By Edwin Margulies
Interactive Voice Response (IVR) Systems have been serving-up automated self-service since the late seventies and the subject of running pop culture jokes on shows like Seinfeld and The Simpsons ever since. Now the “Systems We Love to Hate” have a new lease on life.
Pay the Devil His Due
IVR Systems do a lot of heavy lifting. From multiple data dips to grab customer account info or order status, to screen pops for agents to speech recognition input from callers. All that infrastructure and professional services to build-out a good IVR app comes at a heavy cost. Continue reading
By Joseph Katz
When you’ve spent as much time in the contact center space as I have, it tends to shape your thinking just a bit. For example, whenever the topic of Customer Experience Management comes up, I automatically think of customer service.
I realize that customer experience (or CX as it’s known) has been an area of heightened interest in recent years for the very reason that it does not limit itself to one particular area. To understand things from a customer’s perspective, you have to look at everything from which way the doors open at the local branch to the color of the envelope used to send the monthly bill.
The forest from the trees
Most companies nowadays have someone who heads up Customer Experience; I can think of a few companies who have a whole team of these folks. I’m always fascinated by these individuals because of their attention to detail and their ability to see things through the eyes of a customer. Most of us lose that view of the “forest” simply by living in and amongst the “trees” for too long.
By Michael Haisten
Waiting on hold to speak with a real person in a call center is a common complaint among consumers. So common that television shows and companies alike have capitalized on our collective pain by making fun of these frustrating experiences. Saturday Night Live performed the Julie skit, and Discover created its line of advertisements starring Peggy. A British study, commissioned in 2011 by the mobile network giffgaff, went so far as to indicate that waiting on hold for longer than 5 minutes and 58 seconds could actually lead to minor health problems due to increased blood pressure and anxiety.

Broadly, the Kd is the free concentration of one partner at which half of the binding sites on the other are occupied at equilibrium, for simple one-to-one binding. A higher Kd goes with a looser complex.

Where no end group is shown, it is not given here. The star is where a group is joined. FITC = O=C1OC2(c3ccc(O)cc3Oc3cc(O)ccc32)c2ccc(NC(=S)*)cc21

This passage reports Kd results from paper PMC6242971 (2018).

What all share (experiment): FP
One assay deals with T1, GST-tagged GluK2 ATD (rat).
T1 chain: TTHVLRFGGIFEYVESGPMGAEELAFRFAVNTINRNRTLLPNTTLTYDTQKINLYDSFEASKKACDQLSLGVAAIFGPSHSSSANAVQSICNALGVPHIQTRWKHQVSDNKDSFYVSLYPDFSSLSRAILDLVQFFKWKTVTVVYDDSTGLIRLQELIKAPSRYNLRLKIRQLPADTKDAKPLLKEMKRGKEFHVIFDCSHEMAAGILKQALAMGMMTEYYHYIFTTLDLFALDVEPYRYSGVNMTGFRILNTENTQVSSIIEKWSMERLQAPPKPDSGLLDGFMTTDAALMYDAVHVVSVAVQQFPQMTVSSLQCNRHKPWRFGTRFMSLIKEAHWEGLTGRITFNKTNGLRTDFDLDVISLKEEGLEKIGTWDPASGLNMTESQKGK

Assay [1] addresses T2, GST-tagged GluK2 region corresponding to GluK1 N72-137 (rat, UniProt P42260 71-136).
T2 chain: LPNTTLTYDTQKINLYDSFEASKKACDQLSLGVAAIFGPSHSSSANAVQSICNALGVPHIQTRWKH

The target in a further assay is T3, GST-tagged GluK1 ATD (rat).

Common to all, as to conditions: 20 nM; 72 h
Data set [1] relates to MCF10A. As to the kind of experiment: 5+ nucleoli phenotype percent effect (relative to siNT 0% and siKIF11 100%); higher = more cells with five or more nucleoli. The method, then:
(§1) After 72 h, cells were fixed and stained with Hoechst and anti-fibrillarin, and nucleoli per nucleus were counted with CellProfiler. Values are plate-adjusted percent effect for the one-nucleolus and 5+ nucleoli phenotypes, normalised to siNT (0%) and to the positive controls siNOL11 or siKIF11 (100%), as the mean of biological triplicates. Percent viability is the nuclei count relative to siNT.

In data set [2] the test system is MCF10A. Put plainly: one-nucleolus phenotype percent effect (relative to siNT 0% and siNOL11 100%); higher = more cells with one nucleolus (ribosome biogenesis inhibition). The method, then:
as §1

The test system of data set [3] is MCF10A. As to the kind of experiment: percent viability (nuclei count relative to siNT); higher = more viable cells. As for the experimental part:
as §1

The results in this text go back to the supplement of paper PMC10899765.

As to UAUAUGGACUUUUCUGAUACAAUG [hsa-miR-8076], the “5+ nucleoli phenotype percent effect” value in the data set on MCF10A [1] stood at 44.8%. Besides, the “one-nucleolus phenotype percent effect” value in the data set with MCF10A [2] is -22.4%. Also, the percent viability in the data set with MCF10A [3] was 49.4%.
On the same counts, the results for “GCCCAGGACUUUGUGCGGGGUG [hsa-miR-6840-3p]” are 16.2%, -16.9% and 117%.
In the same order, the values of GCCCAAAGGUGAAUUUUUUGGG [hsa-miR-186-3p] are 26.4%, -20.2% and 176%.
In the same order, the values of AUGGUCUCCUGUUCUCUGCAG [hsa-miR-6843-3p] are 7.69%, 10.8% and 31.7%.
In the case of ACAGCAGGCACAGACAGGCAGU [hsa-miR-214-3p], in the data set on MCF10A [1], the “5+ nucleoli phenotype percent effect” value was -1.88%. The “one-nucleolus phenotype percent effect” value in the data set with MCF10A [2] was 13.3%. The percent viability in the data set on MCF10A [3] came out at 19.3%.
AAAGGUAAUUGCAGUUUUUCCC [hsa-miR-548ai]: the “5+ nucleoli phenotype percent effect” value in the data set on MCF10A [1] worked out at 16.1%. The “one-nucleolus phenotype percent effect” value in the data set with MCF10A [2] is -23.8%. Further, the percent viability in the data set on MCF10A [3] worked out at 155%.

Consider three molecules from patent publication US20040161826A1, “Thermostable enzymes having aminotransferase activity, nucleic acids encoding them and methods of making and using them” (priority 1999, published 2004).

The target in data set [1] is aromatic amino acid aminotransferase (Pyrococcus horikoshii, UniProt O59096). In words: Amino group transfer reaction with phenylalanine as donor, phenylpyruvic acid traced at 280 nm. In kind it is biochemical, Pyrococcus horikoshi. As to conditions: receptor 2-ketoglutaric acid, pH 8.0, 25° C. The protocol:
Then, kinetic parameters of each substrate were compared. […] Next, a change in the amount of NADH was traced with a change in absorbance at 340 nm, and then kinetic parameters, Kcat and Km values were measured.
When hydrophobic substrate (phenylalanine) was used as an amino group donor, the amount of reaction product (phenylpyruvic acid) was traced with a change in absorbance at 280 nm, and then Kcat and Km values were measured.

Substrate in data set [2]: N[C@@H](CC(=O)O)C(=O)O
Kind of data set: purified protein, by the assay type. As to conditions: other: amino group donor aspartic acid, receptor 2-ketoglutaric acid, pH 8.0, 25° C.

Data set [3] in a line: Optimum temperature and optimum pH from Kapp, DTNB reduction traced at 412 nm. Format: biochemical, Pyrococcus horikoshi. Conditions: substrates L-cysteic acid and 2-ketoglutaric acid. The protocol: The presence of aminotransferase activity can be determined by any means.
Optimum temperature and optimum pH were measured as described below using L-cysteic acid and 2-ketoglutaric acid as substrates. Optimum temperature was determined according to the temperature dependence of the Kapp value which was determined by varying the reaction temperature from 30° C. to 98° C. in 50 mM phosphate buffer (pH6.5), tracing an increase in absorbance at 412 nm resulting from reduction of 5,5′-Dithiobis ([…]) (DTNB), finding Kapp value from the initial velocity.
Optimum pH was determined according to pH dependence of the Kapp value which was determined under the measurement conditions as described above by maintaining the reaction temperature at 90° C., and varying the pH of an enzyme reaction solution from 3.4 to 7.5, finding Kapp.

Some companies are starting to listen to their customers, however, and are offering callbacks as an alternative to waiting on hold. Callbacks can be offered in a phone menu, website, or mobile application. I think most people and businesses would agree that a 10 minute wait time is generally a poor experience – a call center failure. But the first time I used such a service, I received a callback in exactly 10 minutes, and I thought it was a customer service breakthrough. I even told everyone at work the next day how great it was! It certainly beat the alternative of being captive to my phone line waiting on hold. It got me thinking about the fun or productive things people could be doing every day rather than waiting on hold with the companies we patronize.
Here’s my top 10: Continue reading
By Edwin Margulies
(Part III of III)
I don’t know too many people that enjoy “taking a survey” at the end of a call center transaction or even in a pop-up window on a web site. Yet more and more, people nonetheless want to broadcast their sentiment. Take all the tweets and Facebook posts on brands and products. Those are “democratic” or at least “free market” forms of feedback. And social feedback is on your customers’ terms.
So what about harnessing the trend towards sentiment feedback and taking the bold step of putting it right in your mobile phone application? Yes that would mean encouraging customers – with standard icons – to make mention of a customer service experience they just had with your firm. Continue reading